Ctera Networks is aiming to move its file storage services into the enterprise through new partnerships with Dell and Hewlett Packard Enterprise.
The partnerships, launched in June, allow Ctera to bundle its Enterprise File Services Platform on more-powerful servers with greater storage capacity. Ctera previously sold its branded cloud gateway appliances on generic white box hardware at a maximum raw capacity of 32 TB. The new Ctera HC Series Edge Filers include the HC1200 model offering as much as 96 TB, the HC400 with as much as 32 TB and the HC400E at 16 TB on Dell or HPE servers with 3.5-inch SATA HDDs.
The gateway appliances bundle Ctera’s file services that provide users with access to files on premises and transfers colder data to cloud-based, scale-out object storage at the customer site or in public clouds.
The new models include the Petach Tikvah, Israel, company’s first all-flash appliances. The HC1200 is equipped with 3.84 TB SATA SSDs and offers a maximum raw capacity of 46.08 TB. The HC400 tops out at 15.36 TB. The all-flash models use HPE hardware with 2.5-inch read-intensive SSDs that carry a three-year warranty.
Ctera Networks doesn’t sell appliances with a mix of HDDs and SSDs. The HC400 and HC400E are single rack-unit systems with four drive bays, and the HC1200 is a 2U device with 12 drive bays.
“In the past, we had 32 TB of storage, and it would replace a certain size of NAS device. With this one, we can replace a large series of NAS devices with a single device,” Ctera Networks CEO Liran Eshel said.
New Ctera Networks appliances enable multiple VMs
The new, more-powerful HC Series Edge Filers will enable customers to run multiple VMware virtual machines (VMs), applications and storage on the same device, Eshel said. The HC Series supports 10 Gigabit Ethernet networking with fiber and copper cabling options.
“Our earlier generation was just a cloud storage gateway. It didn’t do other things,” Eshel said. “With this version, we actually have convergence — multiple applications in the same appliance. Basically, we’re providing top-of-the-line servers with global support.”
The Dell and HPE partnerships will let Ctera Networks offer on-site support within four hours, as opposed to the next-business-day service it provided in the past. Ctera will take the first call, Eshel said, and be responsible for the customer ticket. If it’s a hardware issue, Ctera will dispatch partner-affiliated engineers to address the problem.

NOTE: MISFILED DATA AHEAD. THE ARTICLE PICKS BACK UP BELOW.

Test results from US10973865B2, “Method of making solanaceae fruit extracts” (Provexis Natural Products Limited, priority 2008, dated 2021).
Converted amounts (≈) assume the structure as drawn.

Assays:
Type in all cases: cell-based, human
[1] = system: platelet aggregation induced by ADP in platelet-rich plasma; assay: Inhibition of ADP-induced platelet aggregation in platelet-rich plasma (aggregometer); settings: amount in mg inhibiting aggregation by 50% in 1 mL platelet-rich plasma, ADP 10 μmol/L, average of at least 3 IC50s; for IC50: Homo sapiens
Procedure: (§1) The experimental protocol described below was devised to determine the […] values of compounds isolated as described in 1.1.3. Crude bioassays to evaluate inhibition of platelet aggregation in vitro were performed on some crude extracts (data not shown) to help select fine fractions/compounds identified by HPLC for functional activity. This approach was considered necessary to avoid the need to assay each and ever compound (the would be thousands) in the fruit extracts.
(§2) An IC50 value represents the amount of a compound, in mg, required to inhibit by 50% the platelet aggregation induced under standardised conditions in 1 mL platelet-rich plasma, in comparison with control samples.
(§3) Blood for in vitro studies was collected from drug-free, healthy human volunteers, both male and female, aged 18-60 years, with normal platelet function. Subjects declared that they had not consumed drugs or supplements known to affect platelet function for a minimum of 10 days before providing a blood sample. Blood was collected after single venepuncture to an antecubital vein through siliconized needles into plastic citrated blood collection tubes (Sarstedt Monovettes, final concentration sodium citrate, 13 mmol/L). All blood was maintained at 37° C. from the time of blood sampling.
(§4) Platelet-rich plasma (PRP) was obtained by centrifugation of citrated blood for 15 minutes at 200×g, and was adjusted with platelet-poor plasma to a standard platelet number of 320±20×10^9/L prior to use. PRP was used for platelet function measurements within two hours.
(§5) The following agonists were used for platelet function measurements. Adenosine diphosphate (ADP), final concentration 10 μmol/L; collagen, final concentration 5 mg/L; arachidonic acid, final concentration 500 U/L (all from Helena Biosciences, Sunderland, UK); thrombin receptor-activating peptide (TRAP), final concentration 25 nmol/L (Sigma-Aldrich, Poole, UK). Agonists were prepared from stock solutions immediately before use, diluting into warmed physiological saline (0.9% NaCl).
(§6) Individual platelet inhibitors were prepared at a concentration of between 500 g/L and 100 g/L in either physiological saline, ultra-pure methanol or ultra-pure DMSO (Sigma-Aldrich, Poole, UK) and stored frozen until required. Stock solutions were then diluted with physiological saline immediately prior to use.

Using Dell and HPE servers enables worldwide logistics and support, which is especially helpful for users with global operations.
“It was challenging to do that with white box manufacturing,” Eshel said.
Software-defined storage vendors require these types of partnerships to sell into the enterprise, said Steven Hill, a senior analyst at 451 Research.
“In spite of the increasingly software-based storage model, we find that many customers still prefer to buy their storage as pre-integrated appliances, often based on hardware from their current vendor of choice,” Hill wrote in an e-mail. “This guarantees full hardware compatibility and provides a streamlined path for service and support, as well as compatibility with an existing infrastructure and management platform.”
Cloud object storage options
The Ctera product works with on-premises object storage from Caringo, Cloudian, DataDirect Networks, Dell EMC, Hitachi, HPE, IBM, NetApp, Scality and SwiftStack. It also supports Amazon Web Services, Google Cloud Platform, IBM Cloud, Microsoft Azure, Oracle and Verizon public clouds. Ctera has reseller agreements with HPE and IBM.
Eshel said one multinational customer, WPP, has already rolled out the new appliances in production for use with IBM Cloud.
The list price for the new Ctera HC Series starts at $10,000. Ctera also continues to sell its EC Series appliances on white box hardware. Customers have the option to buy the hardware pre-integrated with the Ctera software or purchase virtual gateway software that they can install on server hypervisors on premises or in Amazon or Azure public clouds.